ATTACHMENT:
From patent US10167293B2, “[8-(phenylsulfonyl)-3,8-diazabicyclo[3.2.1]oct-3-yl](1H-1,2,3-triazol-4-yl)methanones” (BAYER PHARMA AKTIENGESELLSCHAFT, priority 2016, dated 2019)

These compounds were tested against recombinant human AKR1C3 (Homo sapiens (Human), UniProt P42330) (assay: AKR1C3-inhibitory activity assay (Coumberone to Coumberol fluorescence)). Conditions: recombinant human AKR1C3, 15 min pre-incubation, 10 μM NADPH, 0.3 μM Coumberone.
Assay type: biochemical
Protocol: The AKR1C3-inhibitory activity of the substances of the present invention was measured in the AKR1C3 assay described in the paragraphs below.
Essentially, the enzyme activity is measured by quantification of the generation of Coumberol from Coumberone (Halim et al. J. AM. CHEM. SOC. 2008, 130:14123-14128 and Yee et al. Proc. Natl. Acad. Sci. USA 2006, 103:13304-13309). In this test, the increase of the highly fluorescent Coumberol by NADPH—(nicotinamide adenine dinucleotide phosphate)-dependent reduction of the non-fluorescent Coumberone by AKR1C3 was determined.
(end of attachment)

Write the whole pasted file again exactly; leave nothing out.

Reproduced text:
From patent US10167293B2, “[8-(phenylsulfonyl)-3,8-diazabicyclo[3.2.1]oct-3-yl](1H-1,2,3-triazol-4-yl)methanones” (BAYER PHARMA AKTIENGESELLSCHAFT, priority 2016, dated 2019)

These compounds were tested against recombinant human AKR1C3 (Homo sapiens (Human), UniProt P42330) (assay: AKR1C3-inhibitory activity assay (Coumberone to Coumberol fluorescence)). Conditions: recombinant human AKR1C3, 15 min pre-incubation, 10 μM NADPH, 0.3 μM Coumberone.
Assay type: biochemical
Protocol: The AKR1C3-inhibitory activity of the substances of the present invention was measured in the AKR1C3 assay described in the paragraphs below.
Essentially, the enzyme activity is measured by quantification of the generation of Coumberol from Coumberone (Halim et al. J. AM. CHEM. SOC. 2008, 130:14123-14128 and Yee et al. Proc. Natl. Acad. Sci. USA 2006, 103:13304-13309). In this test, the increase of the highly fluorescent Coumberol by NADPH—(nicotinamide adenine dinucleotide phosphate)-dependent reduction of the non-fluorescent Coumberone by AKR1C3 was determined.